Protestant Minister Kills Catholic Priest, but Where's the Religious History?
As promised a few posts ago, I'm delighted to introduce you to our new contributor, Janine Giordano, who introduces herself further below and provides some reflections on Sharon Davies' new book on race, religion, and a murder in Birmingham in 1921.
Greetings from Illinois! An advanced graduate student in the History Department at the University of Illinois, Urbana-Champaign, I'm excited to be a new contributor to the blog!
While I look forward to teaching 19th-20th century US Labor and Political History, Gender and Religion, World Religions, and bending the ear of anyone else who will talk with me about the past, I spend most of my time working on my dissertation, Between Religion and Politics: The Working Class Religious Left, 1886-1936. My interest here is in how left-leaning working class Christians, especially the broad alliance of Christian Socialists during the height of the organized labor movement, navigated between churches and labor unions in their movement to critique the Christian foundations of unbridled capitalism. Though I rarely permit my historical subjects much room for hesitation, this is my usual response when asked if I, too, am a Christian Socialist. The movement has a deeply inspiring but terribly complicated history. Many of my thoughts these days consider the tenuous and moving boundaries between religious and political convictions, both within our Churches and within our political discourse. Thank you all for your welcome!
Protestant Minister Kills Catholic Priest, but where’s the Religious History?
by Janine Giordano
The summer of 1921 in Birmingham, Alabama, Ku Klux Klan member Edwin R. Stephenson shot and killed Father James Coyle, the Irish Catholic priest who had married his daughter earlier that day. Eighteen year old Ruth Stephenson had not only decided, months earlier, to convert to Catholicism, but she had without her parents’ permission married an older, Catholic man, who called himself Spanish and traced his heritage to Puerto Rico.
Stephenson’s lawyers, among them Hugo Black, the future Supreme Court justice, would successfully move the white, male, probably-all-Protestant Birmingham jury to acquit Stephenson from the crime of murder because he acted in self-defense. After all, argued Black, “A child of a Methodist does not suddenly depart from her religion unless someone has planted in her mind the seeds of influence!... There is such a thing as imprisonment of the human will by influence, vice and persuasion. When you find a girl who has been reared well, persuaded from her parents by some cause or person, that cause or person is wrong” (Davies 275). Father Coyle’s influence was considered vile enough to excuse Stephenson from shooting him while on his own front porch in the middle of the day.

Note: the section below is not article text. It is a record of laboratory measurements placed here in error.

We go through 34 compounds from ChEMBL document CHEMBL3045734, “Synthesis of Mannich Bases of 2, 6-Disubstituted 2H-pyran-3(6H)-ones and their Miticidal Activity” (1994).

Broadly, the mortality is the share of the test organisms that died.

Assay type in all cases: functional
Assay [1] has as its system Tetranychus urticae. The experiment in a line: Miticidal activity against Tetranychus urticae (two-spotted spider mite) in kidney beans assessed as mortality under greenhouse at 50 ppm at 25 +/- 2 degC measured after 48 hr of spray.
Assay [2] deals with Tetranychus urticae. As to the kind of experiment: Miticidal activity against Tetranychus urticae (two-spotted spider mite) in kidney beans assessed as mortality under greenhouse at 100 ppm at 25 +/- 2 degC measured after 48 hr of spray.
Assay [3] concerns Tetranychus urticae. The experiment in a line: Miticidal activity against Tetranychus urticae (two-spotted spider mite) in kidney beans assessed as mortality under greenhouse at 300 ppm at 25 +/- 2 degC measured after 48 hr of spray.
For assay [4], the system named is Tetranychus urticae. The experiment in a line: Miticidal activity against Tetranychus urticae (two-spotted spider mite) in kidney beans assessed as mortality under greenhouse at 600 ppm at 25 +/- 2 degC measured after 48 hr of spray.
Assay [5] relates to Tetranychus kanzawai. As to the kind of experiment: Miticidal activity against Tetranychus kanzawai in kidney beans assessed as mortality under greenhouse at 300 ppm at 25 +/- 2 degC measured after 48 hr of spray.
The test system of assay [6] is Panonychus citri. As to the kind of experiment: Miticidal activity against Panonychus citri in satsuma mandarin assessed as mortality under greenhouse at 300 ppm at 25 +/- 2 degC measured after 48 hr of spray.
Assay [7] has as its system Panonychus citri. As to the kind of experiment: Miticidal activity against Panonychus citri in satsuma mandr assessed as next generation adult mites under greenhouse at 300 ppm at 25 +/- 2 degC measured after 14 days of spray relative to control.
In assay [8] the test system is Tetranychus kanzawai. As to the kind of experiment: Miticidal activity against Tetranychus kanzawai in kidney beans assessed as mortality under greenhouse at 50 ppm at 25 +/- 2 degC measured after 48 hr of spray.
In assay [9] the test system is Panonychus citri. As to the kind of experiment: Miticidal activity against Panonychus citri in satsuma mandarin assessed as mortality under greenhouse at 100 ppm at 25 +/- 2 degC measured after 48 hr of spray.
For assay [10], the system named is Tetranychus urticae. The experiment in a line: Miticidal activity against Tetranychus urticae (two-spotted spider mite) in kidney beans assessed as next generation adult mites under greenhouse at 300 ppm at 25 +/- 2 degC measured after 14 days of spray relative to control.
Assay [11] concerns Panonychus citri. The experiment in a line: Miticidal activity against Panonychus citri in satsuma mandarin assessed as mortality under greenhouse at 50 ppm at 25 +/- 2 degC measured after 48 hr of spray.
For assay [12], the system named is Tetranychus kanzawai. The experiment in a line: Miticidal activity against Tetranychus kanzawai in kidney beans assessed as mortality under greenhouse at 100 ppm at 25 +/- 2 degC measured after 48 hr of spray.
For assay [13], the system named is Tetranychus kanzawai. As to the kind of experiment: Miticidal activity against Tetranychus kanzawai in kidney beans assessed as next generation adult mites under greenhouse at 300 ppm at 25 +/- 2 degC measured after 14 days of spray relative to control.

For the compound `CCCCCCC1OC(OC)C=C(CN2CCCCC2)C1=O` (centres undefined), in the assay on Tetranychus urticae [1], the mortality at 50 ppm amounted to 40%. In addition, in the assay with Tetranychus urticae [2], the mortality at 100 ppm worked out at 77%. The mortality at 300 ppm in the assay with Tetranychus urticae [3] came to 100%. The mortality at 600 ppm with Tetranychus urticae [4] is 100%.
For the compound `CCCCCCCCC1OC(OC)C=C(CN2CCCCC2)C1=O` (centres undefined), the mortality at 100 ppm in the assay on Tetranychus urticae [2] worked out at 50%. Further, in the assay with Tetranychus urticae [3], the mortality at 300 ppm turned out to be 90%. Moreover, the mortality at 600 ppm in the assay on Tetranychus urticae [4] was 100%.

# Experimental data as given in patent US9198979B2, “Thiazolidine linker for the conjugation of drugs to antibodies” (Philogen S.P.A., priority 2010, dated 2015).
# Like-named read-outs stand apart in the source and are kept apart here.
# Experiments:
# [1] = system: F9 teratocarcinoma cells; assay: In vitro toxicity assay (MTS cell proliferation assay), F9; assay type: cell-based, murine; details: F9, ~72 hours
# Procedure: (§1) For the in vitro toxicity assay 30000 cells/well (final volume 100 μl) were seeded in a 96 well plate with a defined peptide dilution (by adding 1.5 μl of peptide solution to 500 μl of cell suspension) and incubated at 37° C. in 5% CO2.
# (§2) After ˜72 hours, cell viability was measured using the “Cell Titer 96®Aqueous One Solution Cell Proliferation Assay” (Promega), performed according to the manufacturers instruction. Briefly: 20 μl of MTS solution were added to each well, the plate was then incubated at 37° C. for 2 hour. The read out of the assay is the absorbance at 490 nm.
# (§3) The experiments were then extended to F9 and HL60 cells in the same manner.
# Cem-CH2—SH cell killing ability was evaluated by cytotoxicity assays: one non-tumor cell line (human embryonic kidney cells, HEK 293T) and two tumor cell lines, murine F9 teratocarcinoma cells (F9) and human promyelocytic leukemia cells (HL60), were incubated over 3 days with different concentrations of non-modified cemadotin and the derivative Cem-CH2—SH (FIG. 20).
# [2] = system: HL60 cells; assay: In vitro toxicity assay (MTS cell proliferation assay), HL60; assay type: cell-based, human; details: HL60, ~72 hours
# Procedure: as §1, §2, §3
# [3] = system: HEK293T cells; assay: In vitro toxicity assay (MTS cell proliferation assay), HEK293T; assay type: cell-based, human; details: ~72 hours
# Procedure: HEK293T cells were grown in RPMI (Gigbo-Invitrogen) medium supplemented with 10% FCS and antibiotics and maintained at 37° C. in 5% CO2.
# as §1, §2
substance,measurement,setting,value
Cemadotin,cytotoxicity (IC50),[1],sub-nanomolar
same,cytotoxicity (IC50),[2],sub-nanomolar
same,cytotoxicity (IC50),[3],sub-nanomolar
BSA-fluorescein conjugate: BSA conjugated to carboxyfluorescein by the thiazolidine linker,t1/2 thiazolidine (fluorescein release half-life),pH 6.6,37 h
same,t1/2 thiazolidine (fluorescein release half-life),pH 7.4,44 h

What made Catholicism so compelling to Ruth Stephenson that she was willing to forsake her parents and secretly elope? What moved Edwin Stephenson to shoot Father Coyle rather than his unwelcome son-in-law, Pedro Gussman? Why would Stephenson refuse to admit on the witness stand that he hated Catholics? In Rising Road: A True Tale of Love, Race, and Religion in America, legal historian Sharon Davies’ dramatic retelling of the trial of Edwin Stephenson for murder, it was not just religious ideas that were so important to Ruth, and not just Catholicism that felt so threatening to Stephenson and the Birmingham justice system. Anti-Catholic propaganda had circulated widely in the years leading up to the trial, but unless it were in aggravated self-defense, it alone would not move the jury to acquit a man for murder. What would move these white male Birmingham jurors were the fears of miscegenation and the desire to “protect” young women from exercising the freedom to tarry on the borders of the color line.
Catholicism for Davies (and perhaps Edwin Stephenson) functioned as an identity rather than a conviction. Ruth’s conversion was a stand-in for Protestant rebelliousness in the early twentieth century South, not a well-weighed decision about who God is and what the Church ought to look like. This conflation of religion with power-laden categories of identity: either dominant or minority, hegemonic or subversive, is not uncommon among scholars of race and ethnicity, a field within which Davies readily identifies. However, Davies’ failure to explore the religious landscape of 1921 Birmingham renders her subtitle, A True Tale of Love, Race and Religion in America misleading and ultimately disappointing to scholars of twentieth century religion. To be fair, we will never know for sure what compelled Ruth to become Catholic, nor will we know why Edwin chose Coyle as his scapegoat for his daughter’s rebellion. Davies gleaned as much as she could from the court record. But for many of us, the version of this story buried in the court record is not the begging story that needs to be told.
It is now our responsibility to make sense of this murder in terms of the religious landscape of 1921 Birmingham. How aggressively did Catholics proselytize among Protestants in the late 1910s and early 1920s, and how common were conversions? How did Catholics’ understanding of race differ from those of Protestants, and would this have been a motivation in Ruth’s decision-making? What would Catholicism offer to an eighteen year old woman that Protestant Christianity did not? How would Father Coyle have understood the religious heresy of Edwin Stephenson? Davies’ fantastically crafted courtroom drama is a page-turning, provoking, stellar read fit for every reading list, for it reveals yet another example of the depth of white Protestant, male control of the legal system. The subtitle may be misleading, but if it weren’t for the subtitle, we might have missed a deeply interesting story.